Why you shouldn’t invest like the head of the CDC
Brenda Fitzgerald, a medical doctor and former head of the Centers for Disease Control and Prevention (CDC), resigned in January following reports that she had bought stock in a tobacco company after taking office in 2017. Disclosure forms indicated that Fitzgerald’s financial advisor purchased stock in Japan Tobacco, one of the largest tobacco companies in the world; it owns the U.S. brands Winston and Camel. Smoking is the leading cause of preventable death in the United States and globally. Since smoking prevention is a major CDC goal, the stock purchase was clearly a conflict of interest.
Although probably legal, Fitzgerald’s actions while CDC chief strike many as unethical. How can someone put their own financial gain above principles and the well-being of others?
It happens more often than we think. Knowingly or not, millions of Americans are investing in tobacco products through their retirement plans. Retirement plans invest mostly in mutual funds, which invest in a wide assortment of company stocks. It’s not always easy for investors to find out what’s inside the funds they own. According to the advocacy website TobaccoFreeFunds.org, major plan providers like Vanguard and Fidelity invest in tobacco or the promotion of tobacco use to the tune of approximately $60 billion and $18 billion, respectively. If your retirement plan is with one of these firms, that means you’re likely investing in tobacco, too.
An old investing adage tells us to “know what we own and know why we own it.” That advice was meant to make sure investors have a firm grasp on the money-making aspects of a business — things like cash flow, the company balance sheet, and whether a product enjoys a strong competitive advantage. That saying can also apply to knowing if we are invested in businesses that contradict our principles.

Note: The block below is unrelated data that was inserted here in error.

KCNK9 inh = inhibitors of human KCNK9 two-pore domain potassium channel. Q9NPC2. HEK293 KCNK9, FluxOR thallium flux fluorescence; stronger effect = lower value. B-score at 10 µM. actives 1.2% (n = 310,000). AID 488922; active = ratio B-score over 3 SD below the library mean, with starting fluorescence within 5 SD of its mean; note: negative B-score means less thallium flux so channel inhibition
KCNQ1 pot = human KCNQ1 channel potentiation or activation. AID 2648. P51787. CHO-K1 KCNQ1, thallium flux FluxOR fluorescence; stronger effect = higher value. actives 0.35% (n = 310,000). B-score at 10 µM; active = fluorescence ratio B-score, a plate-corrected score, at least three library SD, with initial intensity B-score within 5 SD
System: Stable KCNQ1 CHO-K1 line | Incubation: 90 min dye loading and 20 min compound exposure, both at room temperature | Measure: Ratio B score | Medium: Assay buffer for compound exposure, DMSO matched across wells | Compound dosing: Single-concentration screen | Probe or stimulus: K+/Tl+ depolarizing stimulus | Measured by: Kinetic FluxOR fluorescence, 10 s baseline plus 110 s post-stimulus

Brenda Fitzgerald may not have seen a conflict between her investments and her ethics, but many people might think differently if they realized that they were inadvertently supporting and profiting from Big Tobacco through their retirement accounts. Americans today have approximately $27 trillion invested in retirement accounts, and often have discretion over how that money is invested. Divesting from stocks or funds that profit from tobacco and choosing tobacco-free funds instead is an option in many cases. The first step is to have a conversation about socially responsible investments with your human resources department or financial advisor.
As we go about making sure that our investments align with our values, it’s good to keep asking ourselves that fundamental investing question: Do I really know what I own?